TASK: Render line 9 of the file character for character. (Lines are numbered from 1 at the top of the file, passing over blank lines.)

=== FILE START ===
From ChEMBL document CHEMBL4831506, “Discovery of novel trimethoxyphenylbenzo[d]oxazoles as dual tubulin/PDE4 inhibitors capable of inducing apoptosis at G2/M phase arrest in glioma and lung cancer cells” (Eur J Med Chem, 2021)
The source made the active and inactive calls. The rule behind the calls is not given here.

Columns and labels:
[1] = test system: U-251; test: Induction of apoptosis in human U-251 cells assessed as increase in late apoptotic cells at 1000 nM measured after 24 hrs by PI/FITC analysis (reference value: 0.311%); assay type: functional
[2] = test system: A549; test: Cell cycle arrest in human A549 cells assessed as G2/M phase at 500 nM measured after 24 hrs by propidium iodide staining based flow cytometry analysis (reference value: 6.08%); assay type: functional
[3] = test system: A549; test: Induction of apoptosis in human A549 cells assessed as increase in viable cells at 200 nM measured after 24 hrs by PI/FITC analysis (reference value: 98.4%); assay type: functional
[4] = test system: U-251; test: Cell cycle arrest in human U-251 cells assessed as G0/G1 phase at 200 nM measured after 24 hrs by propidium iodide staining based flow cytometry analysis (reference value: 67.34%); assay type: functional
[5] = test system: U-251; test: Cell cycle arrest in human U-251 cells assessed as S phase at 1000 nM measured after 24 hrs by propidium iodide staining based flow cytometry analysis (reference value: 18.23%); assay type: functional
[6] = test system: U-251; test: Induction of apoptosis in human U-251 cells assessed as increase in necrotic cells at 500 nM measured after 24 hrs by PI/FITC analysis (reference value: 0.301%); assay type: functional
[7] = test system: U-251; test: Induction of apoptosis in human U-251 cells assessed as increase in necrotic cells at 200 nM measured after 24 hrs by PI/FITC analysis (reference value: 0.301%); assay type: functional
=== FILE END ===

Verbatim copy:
[6] = test system: U-251; test: Induction of apoptosis in human U-251 cells assessed as increase in necrotic cells at 500 nM measured after 24 hrs by PI/FITC analysis (reference value: 0.301%); assay type: functional